President Cyril Ramaphosa says the handover of title deeds for 3 990 hectares of land is "historic" and restores the dignity of local communities in the West Coast.
The President said this when he officiated the handover of the title deeds for the settled portions of land claims to more than 50 households of Ebenhaeser, Beeswater in the Western Cape on Saturday.
"The handing over of these title deeds is a historic occasion, because it includes the first ever settled land claim in the Western Cape to descendants of the Griqua people.
"It is in the ownership of land that we find our independence as a people. It is land that we rely on to live, to work and to eat. It is land that holds firmly the roots of our ancestors. Land is the one thing that endures the passage of time," he said.
The President said the number of claims settled for the West Coast Municipality - a total of 392 out of 422 by February this year - is a result of cooperation between the Department of Rural Development and Land Reform and the Office of the Regional Land Claims Commissioner.
The handover of the title deeds marks an end to a 16 year journey after the Ebenhaeser community first submitted their land claim.
This was done through the 2005 Ebenhaeser Settlement Framework Agreement, which stipulated that there should be a Community Development and Acquisition plan (CDLAP) to guide the resolution of the Ebenheaser land claim.
The Community Development and Acquisition plan was then developed in conjunction with an extended Land Claims Committee and adopted by a commission managed Community Meeting on 31 October 2013.
This plan then formed the basis of the Ebenheaser Community's position in the negotiations towards the settlement of the claim.
After this, 13 June 2015 became a historic day for Ebenhaeser and the Community Property Association as the Minister of Rural Development, Gugile Nkwinti, signed a Settlement Agreement with the Ebenhaeser Community Property Association.
Addressing members of the community and beneficiaries on Saturday, the President said it remained government's priority to provide the necessary support to communities who have had their land returned to them in order for it to be utilised productively and effectively, and to support the broader goals of agricultural growth and economic transformation.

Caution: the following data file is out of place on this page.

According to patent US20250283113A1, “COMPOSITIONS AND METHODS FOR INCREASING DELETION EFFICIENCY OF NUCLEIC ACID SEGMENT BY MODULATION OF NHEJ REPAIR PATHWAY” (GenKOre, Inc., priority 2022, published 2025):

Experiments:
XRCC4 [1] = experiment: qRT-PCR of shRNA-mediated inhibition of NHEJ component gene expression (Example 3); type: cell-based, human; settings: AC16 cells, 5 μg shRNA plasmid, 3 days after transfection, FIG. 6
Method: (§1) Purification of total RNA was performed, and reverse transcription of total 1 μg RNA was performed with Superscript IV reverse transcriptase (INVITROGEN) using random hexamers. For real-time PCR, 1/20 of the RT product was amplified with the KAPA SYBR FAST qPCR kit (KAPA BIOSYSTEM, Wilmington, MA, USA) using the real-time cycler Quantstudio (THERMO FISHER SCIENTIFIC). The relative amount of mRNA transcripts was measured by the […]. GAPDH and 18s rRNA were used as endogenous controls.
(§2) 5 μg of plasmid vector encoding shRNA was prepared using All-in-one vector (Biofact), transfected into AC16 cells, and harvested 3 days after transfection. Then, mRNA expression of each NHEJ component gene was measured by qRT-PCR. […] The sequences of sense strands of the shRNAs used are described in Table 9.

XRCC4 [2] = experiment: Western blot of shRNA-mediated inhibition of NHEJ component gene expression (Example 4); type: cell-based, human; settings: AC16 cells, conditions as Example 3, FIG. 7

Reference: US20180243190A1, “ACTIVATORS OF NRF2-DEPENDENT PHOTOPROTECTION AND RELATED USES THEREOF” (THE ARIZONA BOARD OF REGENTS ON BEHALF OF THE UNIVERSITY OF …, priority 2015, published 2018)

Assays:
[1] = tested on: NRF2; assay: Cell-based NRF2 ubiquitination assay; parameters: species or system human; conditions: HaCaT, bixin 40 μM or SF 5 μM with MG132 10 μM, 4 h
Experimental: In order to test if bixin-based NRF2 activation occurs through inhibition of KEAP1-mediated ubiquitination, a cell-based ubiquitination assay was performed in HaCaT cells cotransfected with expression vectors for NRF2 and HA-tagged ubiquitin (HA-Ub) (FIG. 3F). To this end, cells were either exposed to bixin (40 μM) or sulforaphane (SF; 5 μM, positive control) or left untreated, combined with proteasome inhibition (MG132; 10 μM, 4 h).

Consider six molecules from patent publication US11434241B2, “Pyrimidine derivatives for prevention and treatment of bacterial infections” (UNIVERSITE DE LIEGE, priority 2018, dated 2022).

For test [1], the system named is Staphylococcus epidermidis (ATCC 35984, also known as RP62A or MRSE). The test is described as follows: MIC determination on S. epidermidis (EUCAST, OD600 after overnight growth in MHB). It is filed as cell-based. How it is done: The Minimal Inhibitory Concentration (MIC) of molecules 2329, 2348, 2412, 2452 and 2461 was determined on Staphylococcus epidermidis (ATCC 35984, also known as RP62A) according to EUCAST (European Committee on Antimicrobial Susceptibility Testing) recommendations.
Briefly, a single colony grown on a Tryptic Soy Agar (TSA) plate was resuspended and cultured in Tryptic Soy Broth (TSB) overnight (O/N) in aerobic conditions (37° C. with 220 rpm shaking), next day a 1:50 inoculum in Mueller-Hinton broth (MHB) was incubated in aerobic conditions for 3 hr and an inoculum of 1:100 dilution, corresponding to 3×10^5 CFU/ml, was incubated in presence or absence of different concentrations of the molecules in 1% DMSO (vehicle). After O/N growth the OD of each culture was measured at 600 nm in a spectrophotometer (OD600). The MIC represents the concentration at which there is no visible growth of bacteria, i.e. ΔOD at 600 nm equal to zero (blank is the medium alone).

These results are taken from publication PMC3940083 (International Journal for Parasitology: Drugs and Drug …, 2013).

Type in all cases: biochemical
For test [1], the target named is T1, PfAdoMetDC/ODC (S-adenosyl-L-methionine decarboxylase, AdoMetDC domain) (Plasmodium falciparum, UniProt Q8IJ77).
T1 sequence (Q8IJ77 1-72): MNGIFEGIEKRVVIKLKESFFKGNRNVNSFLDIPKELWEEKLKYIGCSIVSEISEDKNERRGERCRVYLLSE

"I am therefore particularly pleased that the Ebenhaeser community wants to use the land for productive purposes.
"There are already various agricultural activities, including livestock farming, taking place on some of the farms, and three harvests have been completed so far.
"I am pleased to note that the emerging farmers in the community are being supported through the Ebenhaeser Farmer Production Support Unit and have established a co-operative model to build capacity in livestock, vineyards, lucerne and hay production as well as fresh produce," he said.
The President said the restituted farms have also acquired a quota for the delivery of wine grapes to local sellers and the community trust is engaging with Pioneer Foods around the production of raisins, currants and sultanas.
He said a number of infrastructure projects have also been implemented on the restituted land.
"The farms have combined water rights for 132 ha from the Olifantsrivier Irrigation Scheme, which will greatly help the community in its future agricultural activities.
"In the future the community is looking at exploring opportunities in the rapidly growing aquaculture sector, which has significant potential benefits in terms of job creation.
"The other communities are also exploring opportunities in livestock and game farming, as well as possible opportunities in salt and gypsum mining. It is critical that we highlight the post-settlement futures of these claims. Land reform isn't just an imperative for social justice. It is also part of our greater drive to grow our economy and create jobs for our people," the President said.